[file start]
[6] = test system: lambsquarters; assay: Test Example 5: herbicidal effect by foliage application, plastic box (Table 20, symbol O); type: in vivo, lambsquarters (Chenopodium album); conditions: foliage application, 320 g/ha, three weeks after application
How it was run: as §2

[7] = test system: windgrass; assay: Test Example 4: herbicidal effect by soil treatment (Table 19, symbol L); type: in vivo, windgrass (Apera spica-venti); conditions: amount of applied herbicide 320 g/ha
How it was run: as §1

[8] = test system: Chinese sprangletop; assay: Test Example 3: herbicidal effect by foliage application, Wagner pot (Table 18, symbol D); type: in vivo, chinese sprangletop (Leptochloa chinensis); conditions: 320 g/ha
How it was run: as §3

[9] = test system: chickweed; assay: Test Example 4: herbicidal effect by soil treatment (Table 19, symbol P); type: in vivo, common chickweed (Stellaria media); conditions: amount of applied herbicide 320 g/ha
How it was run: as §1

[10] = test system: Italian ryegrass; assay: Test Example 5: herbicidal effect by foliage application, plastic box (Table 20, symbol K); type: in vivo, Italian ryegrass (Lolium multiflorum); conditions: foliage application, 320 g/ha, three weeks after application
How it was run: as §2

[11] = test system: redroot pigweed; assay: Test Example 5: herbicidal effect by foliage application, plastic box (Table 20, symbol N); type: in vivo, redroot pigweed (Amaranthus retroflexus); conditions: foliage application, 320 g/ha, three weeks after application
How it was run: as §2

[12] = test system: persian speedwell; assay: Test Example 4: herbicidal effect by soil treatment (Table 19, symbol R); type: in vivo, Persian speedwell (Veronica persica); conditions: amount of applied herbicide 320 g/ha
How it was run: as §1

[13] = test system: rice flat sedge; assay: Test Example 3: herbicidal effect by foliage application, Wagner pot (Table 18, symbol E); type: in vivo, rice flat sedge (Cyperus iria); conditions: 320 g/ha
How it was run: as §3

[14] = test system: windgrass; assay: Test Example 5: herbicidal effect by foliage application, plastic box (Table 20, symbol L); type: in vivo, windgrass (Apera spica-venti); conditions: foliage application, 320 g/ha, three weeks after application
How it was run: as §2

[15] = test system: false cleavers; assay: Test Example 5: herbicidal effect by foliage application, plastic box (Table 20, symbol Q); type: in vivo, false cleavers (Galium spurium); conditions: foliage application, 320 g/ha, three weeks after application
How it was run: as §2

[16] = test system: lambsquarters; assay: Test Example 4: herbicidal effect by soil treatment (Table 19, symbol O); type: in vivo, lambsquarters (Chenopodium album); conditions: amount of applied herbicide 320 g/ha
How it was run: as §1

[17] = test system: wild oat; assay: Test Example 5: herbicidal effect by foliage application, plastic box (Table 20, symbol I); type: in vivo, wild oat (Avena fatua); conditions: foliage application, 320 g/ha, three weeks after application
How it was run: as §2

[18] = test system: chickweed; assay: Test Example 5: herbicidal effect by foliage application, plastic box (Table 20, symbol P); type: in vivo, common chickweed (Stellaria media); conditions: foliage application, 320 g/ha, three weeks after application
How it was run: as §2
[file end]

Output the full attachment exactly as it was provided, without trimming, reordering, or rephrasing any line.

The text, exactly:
[6] = test system: lambsquarters; assay: Test Example 5: herbicidal effect by foliage application, plastic box (Table 20, symbol O); type: in vivo, lambsquarters (Chenopodium album); conditions: foliage application, 320 g/ha, three weeks after application
How it was run: as §2

[7] = test system: windgrass; assay: Test Example 4: herbicidal effect by soil treatment (Table 19, symbol L); type: in vivo, windgrass (Apera spica-venti); conditions: amount of applied herbicide 320 g/ha
How it was run: as §1

[8] = test system: Chinese sprangletop; assay: Test Example 3: herbicidal effect by foliage application, Wagner pot (Table 18, symbol D); type: in vivo, chinese sprangletop (Leptochloa chinensis); conditions: 320 g/ha
How it was run: as §3

[9] = test system: chickweed; assay: Test Example 4: herbicidal effect by soil treatment (Table 19, symbol P); type: in vivo, common chickweed (Stellaria media); conditions: amount of applied herbicide 320 g/ha
How it was run: as §1

[10] = test system: Italian ryegrass; assay: Test Example 5: herbicidal effect by foliage application, plastic box (Table 20, symbol K); type: in vivo, Italian ryegrass (Lolium multiflorum); conditions: foliage application, 320 g/ha, three weeks after application
How it was run: as §2

[11] = test system: redroot pigweed; assay: Test Example 5: herbicidal effect by foliage application, plastic box (Table 20, symbol N); type: in vivo, redroot pigweed (Amaranthus retroflexus); conditions: foliage application, 320 g/ha, three weeks after application
How it was run: as §2

[12] = test system: persian speedwell; assay: Test Example 4: herbicidal effect by soil treatment (Table 19, symbol R); type: in vivo, Persian speedwell (Veronica persica); conditions: amount of applied herbicide 320 g/ha
How it was run: as §1

[13] = test system: rice flat sedge; assay: Test Example 3: herbicidal effect by foliage application, Wagner pot (Table 18, symbol E); type: in vivo, rice flat sedge (Cyperus iria); conditions: 320 g/ha
How it was run: as §3

[14] = test system: windgrass; assay: Test Example 5: herbicidal effect by foliage application, plastic box (Table 20, symbol L); type: in vivo, windgrass (Apera spica-venti); conditions: foliage application, 320 g/ha, three weeks after application
How it was run: as §2

[15] = test system: false cleavers; assay: Test Example 5: herbicidal effect by foliage application, plastic box (Table 20, symbol Q); type: in vivo, false cleavers (Galium spurium); conditions: foliage application, 320 g/ha, three weeks after application
How it was run: as §2

[16] = test system: lambsquarters; assay: Test Example 4: herbicidal effect by soil treatment (Table 19, symbol O); type: in vivo, lambsquarters (Chenopodium album); conditions: amount of applied herbicide 320 g/ha
How it was run: as §1

[17] = test system: wild oat; assay: Test Example 5: herbicidal effect by foliage application, plastic box (Table 20, symbol I); type: in vivo, wild oat (Avena fatua); conditions: foliage application, 320 g/ha, three weeks after application
How it was run: as §2

[18] = test system: chickweed; assay: Test Example 5: herbicidal effect by foliage application, plastic box (Table 20, symbol P); type: in vivo, common chickweed (Stellaria media); conditions: foliage application, 320 g/ha, three weeks after application
How it was run: as §2